September 2016 IssueLong scroll reading

What if…

By Robert Cochran

Investors with any experience at all can recite the long-term results:  the U.S. stock market has averaged about 9-10% total returns over the last 30 years and about 6% the last 15 years.  The bond market has averaged about 5%.  In truth, the average stock market investor has gained only about 3.5%, on average over the last 15 years, and the average bond investor only 3.8%.  The lower investor returns are due to the inability of people to stay in the markets during turbulent time periods, when they cash out near market lows and then miss out on corresponding gains.  All kinds of studies have shown that staying invested pays off, but when risk becomes reality, investors become their own worst enemies, seemingly embracing the “sell low, buy high” concept they are trying to avoid.  Bond investors have realized gains that are almost 25% lower than average, for the very same reasons.

This topic is surely worthy of a long discussion, but there is another, darker aspect of this investor tendency that has even worse long-term implications.  There are a number of very intelligent researchers, analysts, and long-term thinkers, who are suggesting that, going forward, both stock and bond returns will be quite muted.  They suggest investors should expect no more than 4-5% for stocks, and that bonds (in a period of rising rates) will barely break even.  We all know predictions and estimates are just that.  But there are compelling reasons why this could indeed happen.

The 30-year bond bull market, when interest rates on 30-year U.S. Treasuries declined from more than 20% to the current 2.3%, is over.  Short-term bonds have been at or near 0% for several years now.  Whether it is later this year, or next year, or the year after that, it is pretty clear that the Fed will be pushing rates higher over the next few years.  Most bond experts say investors should be happy to net their bond coupons and hope the face values do not decline.  That could mean average real returns (net of inflation) in the 0-2% range.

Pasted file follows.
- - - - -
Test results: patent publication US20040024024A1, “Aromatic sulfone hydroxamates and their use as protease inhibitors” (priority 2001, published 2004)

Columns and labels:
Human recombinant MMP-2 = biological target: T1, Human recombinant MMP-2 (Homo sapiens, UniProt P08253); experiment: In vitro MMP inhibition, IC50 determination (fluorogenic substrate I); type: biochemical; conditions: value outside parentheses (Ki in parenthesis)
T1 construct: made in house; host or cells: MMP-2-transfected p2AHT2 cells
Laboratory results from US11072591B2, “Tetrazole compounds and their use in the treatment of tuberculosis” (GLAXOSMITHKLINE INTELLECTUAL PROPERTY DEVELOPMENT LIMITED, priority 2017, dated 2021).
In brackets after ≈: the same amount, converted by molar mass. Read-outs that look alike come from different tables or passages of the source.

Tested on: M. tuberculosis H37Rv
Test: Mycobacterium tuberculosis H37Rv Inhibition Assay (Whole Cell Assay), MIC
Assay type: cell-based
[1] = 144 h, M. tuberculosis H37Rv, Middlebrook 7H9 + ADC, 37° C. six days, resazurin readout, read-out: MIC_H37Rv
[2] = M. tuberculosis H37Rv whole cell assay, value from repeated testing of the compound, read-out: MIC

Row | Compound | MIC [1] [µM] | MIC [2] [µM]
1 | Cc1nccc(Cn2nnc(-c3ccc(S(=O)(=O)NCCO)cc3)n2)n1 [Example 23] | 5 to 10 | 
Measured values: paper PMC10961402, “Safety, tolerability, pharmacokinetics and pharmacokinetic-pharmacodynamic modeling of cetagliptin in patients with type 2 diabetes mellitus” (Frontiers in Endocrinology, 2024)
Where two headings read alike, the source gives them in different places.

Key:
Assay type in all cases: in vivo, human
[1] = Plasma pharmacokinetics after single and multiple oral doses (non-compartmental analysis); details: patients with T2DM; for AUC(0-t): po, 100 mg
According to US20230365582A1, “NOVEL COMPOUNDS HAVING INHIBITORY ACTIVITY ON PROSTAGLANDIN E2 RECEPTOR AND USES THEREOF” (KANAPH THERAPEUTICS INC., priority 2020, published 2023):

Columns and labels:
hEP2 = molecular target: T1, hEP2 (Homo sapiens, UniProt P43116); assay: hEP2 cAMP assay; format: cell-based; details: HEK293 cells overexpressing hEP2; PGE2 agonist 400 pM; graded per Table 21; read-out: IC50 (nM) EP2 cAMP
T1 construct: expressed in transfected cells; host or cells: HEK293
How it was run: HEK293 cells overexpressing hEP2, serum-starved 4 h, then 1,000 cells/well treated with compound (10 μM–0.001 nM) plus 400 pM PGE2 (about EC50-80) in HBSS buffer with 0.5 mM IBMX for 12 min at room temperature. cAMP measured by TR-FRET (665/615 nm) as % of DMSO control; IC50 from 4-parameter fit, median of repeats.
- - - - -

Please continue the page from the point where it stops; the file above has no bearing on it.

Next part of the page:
If stocks follow a reversion to the mean, we might see average total returns in the low-to-mid single digits, meaning 4-5%.  This would be an average, of course, with riskier asset classes perhaps doing better.  And why should we expect overall investor behavior (buy high, sell low) to change?  Add this to the mix, and you can quickly have net negative returns.

If these return expectations turn out to be correct, what does this do to retirement planning scenarios that have plugged in annual returns of 6%, 7% or higher?  The quick answer is that it will blow many retirement cash flow plans out of the water.  Even a half-percent change in long-term planning assumptions can be huge, so you can imagine what would happen to investment portfolios when expected 7% returns are reduced to 4% or even 3%.  We have been using 4-5% for years with our clients, but we are now considering using 3-4% as a “what-if” scenario.

Retirement cash flow spending becomes critical, of course.  But even more importance might be unloading debt prior to retirement – no ongoing credit card debt, no mortgage debt, and no other outstanding loans.  Mortgage payments are likely our biggest monthly expense, with credit card payments a close second.  The average household’s debt-to-income ratio is more than 45%.  Getting debt paid (or at least lowered) before retirement means much less pressure on the investment portfolio, and could be the difference between running out of money and having money left over when you die.

There are other factors, of course, such as life expectancy (individual and family health history), but we urge clients to use a very conservative number for investment returns, assume inflation at 2-3%, and annual increases for Social Security of 1%.  Run the projections with these inputs, and see what you get.  Any reduction in cash flow needs will only improve the picture.  Do your own “what if”.

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About Robert Cochran

Robert Cochran is the now retired lead portfolio manager, Chief Compliance Officer, and principal of PDS Planning in Columbus, Ohio and a member of the Board of Directors of Mutual Fund Observer, Inc. Bob’s been a financial professional for the past 31 years, writes thoughtfully and well, and had a stint teaching at Humboldt State in Arcata, a lovely town in northern California. He also serves on the Board for the Columbus Symphony (and was formerly their principal bassoonist) and Neighborhood Services, Inc., one of Ohio’s oldest food banks.